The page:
Gas prices across the country continue to tick upward - including in the Upper Midwest, with the statewide average in Minnesota climbing nearly 20 cents in the past week.

"We knew it was inevitable. The eight-month decline in prices at the pump that brought the national average as low as $1.67 has come to an end," Gregg Laskoski, senior petroleum analyst for price-tracking website GasBuddy, said in a news release. "The 'plateau,' or pause in price movement, is now behind us as we've had a full week in which the national average has climbed steadily.

"Some areas such as Southern California are weathering significantly higher increases as their refineries transition earlier from 'winter blend' to 'summer blend' production, while Great Lakes states suffer from refinery run cuts. As expected, this is the beginning of the seasonal price climb."

GasBuddy reported Monday that the average price of a gallon of gasoline in Minnesota was about $1.81. That's up from about $1.63 a week ago, but still about 60 cents a gallon cheaper than gas prices a year ago - and more than $2 a gallon lower than prices at this time in 2013, when they were hovering around $3.75 a gallon.

In Wisconsin, the average gas price on Monday was about $1.73 a gallon, up about a dime from a week ago.

Most Duluth and Superior-area stations were selling gas for about $1.69 a gallon on Monday. Gas prices on the Iron Range were about $1.80 to $1.85 in most communities, GasBuddy reported; Twin Cities-area stations were averaging about $1.84 a gallon.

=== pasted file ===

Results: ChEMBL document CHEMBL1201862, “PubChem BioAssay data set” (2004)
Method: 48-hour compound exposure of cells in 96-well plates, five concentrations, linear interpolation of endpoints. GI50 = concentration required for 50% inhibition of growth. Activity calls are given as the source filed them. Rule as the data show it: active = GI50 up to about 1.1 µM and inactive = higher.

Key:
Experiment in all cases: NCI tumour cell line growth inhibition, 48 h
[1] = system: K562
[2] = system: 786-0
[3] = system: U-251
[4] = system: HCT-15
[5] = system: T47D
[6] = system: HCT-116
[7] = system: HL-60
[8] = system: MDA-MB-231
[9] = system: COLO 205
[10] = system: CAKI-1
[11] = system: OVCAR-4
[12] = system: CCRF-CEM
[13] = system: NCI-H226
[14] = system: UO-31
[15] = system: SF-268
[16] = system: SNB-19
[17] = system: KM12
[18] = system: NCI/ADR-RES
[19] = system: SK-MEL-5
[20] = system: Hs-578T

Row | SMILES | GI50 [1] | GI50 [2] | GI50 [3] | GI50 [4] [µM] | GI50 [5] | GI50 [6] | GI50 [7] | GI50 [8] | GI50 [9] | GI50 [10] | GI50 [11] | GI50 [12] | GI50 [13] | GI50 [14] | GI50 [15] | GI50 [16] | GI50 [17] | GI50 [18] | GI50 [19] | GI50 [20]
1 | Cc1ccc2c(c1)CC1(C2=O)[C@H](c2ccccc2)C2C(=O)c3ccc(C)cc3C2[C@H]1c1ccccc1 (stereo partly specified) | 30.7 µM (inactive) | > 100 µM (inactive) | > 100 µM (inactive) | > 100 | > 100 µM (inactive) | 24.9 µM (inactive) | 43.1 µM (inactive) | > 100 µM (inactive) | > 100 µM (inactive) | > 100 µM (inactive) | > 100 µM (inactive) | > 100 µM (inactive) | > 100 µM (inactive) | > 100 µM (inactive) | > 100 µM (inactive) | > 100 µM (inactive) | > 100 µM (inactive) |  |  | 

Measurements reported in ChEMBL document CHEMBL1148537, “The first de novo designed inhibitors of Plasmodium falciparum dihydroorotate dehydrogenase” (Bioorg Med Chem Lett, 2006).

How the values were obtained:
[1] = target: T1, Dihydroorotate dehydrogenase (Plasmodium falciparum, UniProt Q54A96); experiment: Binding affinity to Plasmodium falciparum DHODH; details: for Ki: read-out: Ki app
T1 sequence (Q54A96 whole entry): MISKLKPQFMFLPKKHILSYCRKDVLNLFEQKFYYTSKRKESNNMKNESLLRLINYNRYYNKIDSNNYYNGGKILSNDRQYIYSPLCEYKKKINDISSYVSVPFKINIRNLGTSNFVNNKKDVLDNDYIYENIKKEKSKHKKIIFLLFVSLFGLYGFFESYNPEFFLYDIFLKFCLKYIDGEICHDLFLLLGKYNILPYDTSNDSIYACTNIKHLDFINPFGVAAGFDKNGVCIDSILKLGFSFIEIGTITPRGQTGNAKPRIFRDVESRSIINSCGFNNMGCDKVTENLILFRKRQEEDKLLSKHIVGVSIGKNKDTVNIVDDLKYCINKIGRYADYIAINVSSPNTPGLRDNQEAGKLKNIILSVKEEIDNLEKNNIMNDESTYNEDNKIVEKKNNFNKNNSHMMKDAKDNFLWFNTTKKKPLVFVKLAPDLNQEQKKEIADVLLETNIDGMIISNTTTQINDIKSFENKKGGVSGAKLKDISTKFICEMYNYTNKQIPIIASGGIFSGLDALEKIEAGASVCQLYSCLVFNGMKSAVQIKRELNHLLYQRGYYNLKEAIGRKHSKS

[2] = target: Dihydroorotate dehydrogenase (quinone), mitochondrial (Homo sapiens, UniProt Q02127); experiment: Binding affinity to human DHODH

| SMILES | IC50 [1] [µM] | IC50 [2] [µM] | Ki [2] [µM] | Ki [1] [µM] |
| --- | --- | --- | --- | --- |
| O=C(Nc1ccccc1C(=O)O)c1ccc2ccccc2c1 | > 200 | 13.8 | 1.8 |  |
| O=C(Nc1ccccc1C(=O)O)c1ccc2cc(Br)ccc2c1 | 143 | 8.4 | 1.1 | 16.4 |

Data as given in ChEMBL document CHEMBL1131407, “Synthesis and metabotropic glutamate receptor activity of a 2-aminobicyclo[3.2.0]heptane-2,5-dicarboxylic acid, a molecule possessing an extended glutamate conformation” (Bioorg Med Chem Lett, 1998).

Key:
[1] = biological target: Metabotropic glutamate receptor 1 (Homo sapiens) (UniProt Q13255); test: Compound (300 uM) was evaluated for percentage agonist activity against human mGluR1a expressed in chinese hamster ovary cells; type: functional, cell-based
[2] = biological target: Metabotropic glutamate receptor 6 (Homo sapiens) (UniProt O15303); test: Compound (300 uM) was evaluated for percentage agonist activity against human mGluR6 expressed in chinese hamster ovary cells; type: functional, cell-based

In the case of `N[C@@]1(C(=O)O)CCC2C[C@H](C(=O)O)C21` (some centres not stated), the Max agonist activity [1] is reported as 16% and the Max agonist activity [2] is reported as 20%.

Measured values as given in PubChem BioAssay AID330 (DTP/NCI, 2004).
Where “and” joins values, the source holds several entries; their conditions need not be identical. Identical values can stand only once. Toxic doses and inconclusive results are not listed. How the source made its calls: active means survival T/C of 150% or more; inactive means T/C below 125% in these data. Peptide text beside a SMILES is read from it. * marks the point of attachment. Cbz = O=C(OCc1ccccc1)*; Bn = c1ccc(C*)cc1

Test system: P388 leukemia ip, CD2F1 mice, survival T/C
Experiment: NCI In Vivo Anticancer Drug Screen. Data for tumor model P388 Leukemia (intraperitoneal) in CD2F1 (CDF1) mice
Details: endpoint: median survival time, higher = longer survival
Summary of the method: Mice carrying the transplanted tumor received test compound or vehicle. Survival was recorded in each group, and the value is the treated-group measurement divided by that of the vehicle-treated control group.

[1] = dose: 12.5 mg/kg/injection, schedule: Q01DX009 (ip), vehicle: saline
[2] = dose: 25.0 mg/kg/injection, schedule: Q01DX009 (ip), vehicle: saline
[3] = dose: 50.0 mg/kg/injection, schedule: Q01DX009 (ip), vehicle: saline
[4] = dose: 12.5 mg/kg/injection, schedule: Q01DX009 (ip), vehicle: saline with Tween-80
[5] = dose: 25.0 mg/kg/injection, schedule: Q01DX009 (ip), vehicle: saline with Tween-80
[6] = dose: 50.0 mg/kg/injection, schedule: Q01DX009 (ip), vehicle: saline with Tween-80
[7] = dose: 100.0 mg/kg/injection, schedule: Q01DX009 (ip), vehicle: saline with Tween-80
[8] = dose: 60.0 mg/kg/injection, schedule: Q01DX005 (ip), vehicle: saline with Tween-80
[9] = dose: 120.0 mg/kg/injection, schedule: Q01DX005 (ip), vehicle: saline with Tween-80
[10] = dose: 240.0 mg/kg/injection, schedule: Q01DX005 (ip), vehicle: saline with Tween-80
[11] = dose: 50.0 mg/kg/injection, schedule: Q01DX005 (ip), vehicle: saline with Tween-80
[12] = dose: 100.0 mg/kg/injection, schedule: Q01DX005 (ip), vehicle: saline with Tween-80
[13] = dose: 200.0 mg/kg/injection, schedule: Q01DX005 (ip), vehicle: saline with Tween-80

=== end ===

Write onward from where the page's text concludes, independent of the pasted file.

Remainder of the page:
Nationwide, the average price of gas on Monday was about $1.75 a gallon, up about 4 cents from last week.

Demand increasing

Meanwhile, demand for oil in the U.S. rose modestly in December from a year earlier, the first rise since August, as warm weather and low prices at the pump boosted driving rates, offsetting lackluster demand for heating oil, government data showed Monday.

Total U.S. oil demand rose by 87,000 barrels per day in the nation's warmest December on record, or 0.4 percent compared with the same month last year, to 19.5 million bpd, the highest for the month since 2010, Energy Information Administration data showed.

The modest growth was fueled in large part by robust demand for gasoline as low prices at the pump and lower unemployment rates boosted driving rates.

Wallace E. Tyner, an energy economist at Purdue University, said the warm weather and low gas prices propelled more people to drive in December, with some choosing a car over a plane to travel to holiday gatherings.

"I can tell you that I am looking at a family reunion in Maine, an 18-hour drive, and I am thinking of driving," Tyner said. "Gas prices are cheap, but airlines have not dropped prices."

Gasoline demand rose by 203,000 bpd in December, or 2.3 percent. Average U.S. gasoline prices were the lowest for the month since 2008, EIA data showed.

Last week, data showed American drivers logged 264.2 billion miles on U.S. roads and highways in December, the most ever for the month, according to the U.S. Department of Transportation.

Overall, U.S. gasoline demand was 9.2 million barrels per day in 2015, the most since 2007, federal data showed Monday.


Reuters contributed to this report.